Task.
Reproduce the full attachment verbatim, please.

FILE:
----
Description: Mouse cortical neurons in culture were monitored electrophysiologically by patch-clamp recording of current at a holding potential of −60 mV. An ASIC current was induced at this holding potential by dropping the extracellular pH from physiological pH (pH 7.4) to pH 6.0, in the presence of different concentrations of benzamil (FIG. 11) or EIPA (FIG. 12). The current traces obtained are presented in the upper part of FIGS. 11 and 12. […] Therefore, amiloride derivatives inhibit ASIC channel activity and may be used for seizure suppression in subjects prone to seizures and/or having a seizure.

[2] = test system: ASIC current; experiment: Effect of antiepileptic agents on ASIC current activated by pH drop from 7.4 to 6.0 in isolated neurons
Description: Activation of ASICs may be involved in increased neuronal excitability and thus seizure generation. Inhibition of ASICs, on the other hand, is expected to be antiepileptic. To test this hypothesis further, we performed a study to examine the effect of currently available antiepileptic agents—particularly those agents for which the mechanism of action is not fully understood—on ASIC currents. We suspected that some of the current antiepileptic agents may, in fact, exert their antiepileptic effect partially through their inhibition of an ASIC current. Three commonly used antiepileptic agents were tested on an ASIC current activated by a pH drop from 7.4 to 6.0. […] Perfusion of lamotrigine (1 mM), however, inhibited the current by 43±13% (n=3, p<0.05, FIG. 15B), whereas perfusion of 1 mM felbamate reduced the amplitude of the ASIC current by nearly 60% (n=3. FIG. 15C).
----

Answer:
Description: Mouse cortical neurons in culture were monitored electrophysiologically by patch-clamp recording of current at a holding potential of −60 mV. An ASIC current was induced at this holding potential by dropping the extracellular pH from physiological pH (pH 7.4) to pH 6.0, in the presence of different concentrations of benzamil (FIG. 11) or EIPA (FIG. 12). The current traces obtained are presented in the upper part of FIGS. 11 and 12. […] Therefore, amiloride derivatives inhibit ASIC channel activity and may be used for seizure suppression in subjects prone to seizures and/or having a seizure.

[2] = test system: ASIC current; experiment: Effect of antiepileptic agents on ASIC current activated by pH drop from 7.4 to 6.0 in isolated neurons
Description: Activation of ASICs may be involved in increased neuronal excitability and thus seizure generation. Inhibition of ASICs, on the other hand, is expected to be antiepileptic. To test this hypothesis further, we performed a study to examine the effect of currently available antiepileptic agents—particularly those agents for which the mechanism of action is not fully understood—on ASIC currents. We suspected that some of the current antiepileptic agents may, in fact, exert their antiepileptic effect partially through their inhibition of an ASIC current. Three commonly used antiepileptic agents were tested on an ASIC current activated by a pH drop from 7.4 to 6.0. […] Perfusion of lamotrigine (1 mM), however, inhibited the current by 43±13% (n=3, p<0.05, FIG. 15B), whereas perfusion of 1 mM felbamate reduced the amplitude of the ASIC current by nearly 60% (n=3. FIG. 15C).